“Usually we don’t let 10s into the NS, as I’m sure you know, but we feel that it would be best if almost everyone hit the NS today. Those Antithetical would be overwhelmed by numbers and that would result in many captures . . . but usually when we do something like this, many deaths.” His eyes pierce each and every one of us. “So, no joking today. It’s all serious. Now – anyone stepping out?”
Everyone falls silent, looking at others. The ones who decided to withdraw before previous missions get eyed the most. As much as Executives try to stop it, people who get cold feet are mocked and looked down on as cowards and weaklings.
This is going to be the day when the likeliness for deaths is up the highest. All of us in 10 have managed to stay alive since I’ve joined. Two cadets, in block 10b, have moved up to 9. Surprisingly, no-one has joined 10 since I came. It is probably because of the frighteningly numerous AH casualties that have occurred lately.
We still have volunteers, though. They aren’t really part of the division, but come along every so often, usually with us 10s. We normally get at least ten of them at every delegation, although we had none in our first mission.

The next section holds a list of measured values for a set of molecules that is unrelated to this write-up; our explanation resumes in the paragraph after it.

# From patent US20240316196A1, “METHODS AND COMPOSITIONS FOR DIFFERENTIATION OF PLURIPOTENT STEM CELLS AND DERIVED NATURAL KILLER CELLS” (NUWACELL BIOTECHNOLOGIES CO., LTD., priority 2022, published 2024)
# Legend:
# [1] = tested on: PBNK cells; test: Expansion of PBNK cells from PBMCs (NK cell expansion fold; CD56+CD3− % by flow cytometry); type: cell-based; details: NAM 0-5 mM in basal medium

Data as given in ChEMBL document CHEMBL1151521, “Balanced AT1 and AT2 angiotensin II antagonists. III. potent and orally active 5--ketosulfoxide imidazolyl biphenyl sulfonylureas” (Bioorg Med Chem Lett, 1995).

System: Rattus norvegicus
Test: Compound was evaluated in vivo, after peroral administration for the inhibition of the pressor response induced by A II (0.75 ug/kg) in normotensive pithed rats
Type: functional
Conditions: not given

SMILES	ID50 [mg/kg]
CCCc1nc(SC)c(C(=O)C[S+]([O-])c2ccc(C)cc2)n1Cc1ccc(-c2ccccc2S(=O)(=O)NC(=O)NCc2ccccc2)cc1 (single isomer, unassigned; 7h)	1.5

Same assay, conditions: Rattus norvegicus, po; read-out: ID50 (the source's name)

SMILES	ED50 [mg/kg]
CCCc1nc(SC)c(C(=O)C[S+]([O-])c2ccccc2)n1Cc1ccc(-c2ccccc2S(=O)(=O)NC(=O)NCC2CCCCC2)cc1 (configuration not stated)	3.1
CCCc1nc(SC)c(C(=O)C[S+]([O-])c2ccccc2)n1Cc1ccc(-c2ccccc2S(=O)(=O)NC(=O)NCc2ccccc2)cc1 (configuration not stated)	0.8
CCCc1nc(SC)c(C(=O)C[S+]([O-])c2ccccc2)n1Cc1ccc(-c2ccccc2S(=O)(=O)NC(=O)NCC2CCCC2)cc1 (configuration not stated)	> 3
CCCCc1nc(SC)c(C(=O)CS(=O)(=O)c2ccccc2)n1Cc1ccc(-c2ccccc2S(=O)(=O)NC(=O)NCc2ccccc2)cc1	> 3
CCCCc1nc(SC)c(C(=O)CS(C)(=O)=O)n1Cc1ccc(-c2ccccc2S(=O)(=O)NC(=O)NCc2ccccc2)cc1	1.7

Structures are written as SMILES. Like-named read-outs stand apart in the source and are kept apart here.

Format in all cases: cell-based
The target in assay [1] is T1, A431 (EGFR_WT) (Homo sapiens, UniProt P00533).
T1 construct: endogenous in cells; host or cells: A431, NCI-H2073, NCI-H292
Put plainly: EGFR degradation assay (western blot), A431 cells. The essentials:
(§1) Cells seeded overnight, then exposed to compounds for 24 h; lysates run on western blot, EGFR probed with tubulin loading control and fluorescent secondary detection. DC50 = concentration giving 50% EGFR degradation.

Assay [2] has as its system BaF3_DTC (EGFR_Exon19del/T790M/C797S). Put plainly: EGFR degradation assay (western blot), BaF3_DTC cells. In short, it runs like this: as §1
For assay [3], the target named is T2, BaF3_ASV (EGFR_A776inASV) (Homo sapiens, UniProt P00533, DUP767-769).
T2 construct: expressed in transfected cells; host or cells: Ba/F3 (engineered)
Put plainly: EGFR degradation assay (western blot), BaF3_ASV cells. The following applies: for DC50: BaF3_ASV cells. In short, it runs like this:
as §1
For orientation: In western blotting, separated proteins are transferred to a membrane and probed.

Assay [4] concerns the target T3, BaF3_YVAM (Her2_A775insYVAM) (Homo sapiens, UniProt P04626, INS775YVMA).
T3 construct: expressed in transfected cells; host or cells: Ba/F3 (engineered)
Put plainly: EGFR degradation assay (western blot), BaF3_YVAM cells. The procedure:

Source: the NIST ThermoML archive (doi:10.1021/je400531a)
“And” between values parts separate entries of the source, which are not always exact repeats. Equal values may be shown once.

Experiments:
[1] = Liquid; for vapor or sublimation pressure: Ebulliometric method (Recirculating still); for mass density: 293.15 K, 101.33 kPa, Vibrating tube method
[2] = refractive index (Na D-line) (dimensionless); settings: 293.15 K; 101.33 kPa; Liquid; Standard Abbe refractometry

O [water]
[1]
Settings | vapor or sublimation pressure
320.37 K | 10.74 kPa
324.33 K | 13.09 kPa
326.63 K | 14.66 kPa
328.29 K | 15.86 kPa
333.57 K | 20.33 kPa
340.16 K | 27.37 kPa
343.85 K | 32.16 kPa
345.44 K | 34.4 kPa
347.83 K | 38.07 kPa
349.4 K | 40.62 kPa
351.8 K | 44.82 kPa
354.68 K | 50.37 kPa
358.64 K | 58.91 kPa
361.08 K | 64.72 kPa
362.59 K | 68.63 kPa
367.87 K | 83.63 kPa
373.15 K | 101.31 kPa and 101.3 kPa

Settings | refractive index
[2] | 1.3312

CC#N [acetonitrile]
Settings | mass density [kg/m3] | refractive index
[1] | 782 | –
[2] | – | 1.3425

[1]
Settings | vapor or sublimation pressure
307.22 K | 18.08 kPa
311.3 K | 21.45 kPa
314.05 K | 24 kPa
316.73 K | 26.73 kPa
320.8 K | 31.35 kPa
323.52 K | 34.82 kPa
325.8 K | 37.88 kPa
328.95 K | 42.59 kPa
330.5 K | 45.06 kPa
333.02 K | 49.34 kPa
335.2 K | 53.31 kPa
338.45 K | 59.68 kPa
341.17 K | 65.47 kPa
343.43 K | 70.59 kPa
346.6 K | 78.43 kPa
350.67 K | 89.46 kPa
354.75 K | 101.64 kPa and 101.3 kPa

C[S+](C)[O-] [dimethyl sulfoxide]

“We will be joined by AH from other sectors,” Executive Teke says. “It’s all a big storm.” He rubs his hands together. “Let’s go.”
It turns out that everyone follows him, which is surprising, considering the danger of this task. We stride out of the compound and cram into our truck, zooming off. The vehicle is full of chatter about the NS, with numerous tales being told. I am not affected much by our destination, maybe because I’m the only one that has already been inside the NS, but my goal is still the same, my determination unchanged.
I lay my head on my pack, hoping to get a few minutes of sleep. Despite the loud noises around me, I nod off quickly. Cai elbows me awake just before we arrive.
“Thanks,” I mumble, stretching out my limbs and blinking my heavy eyes.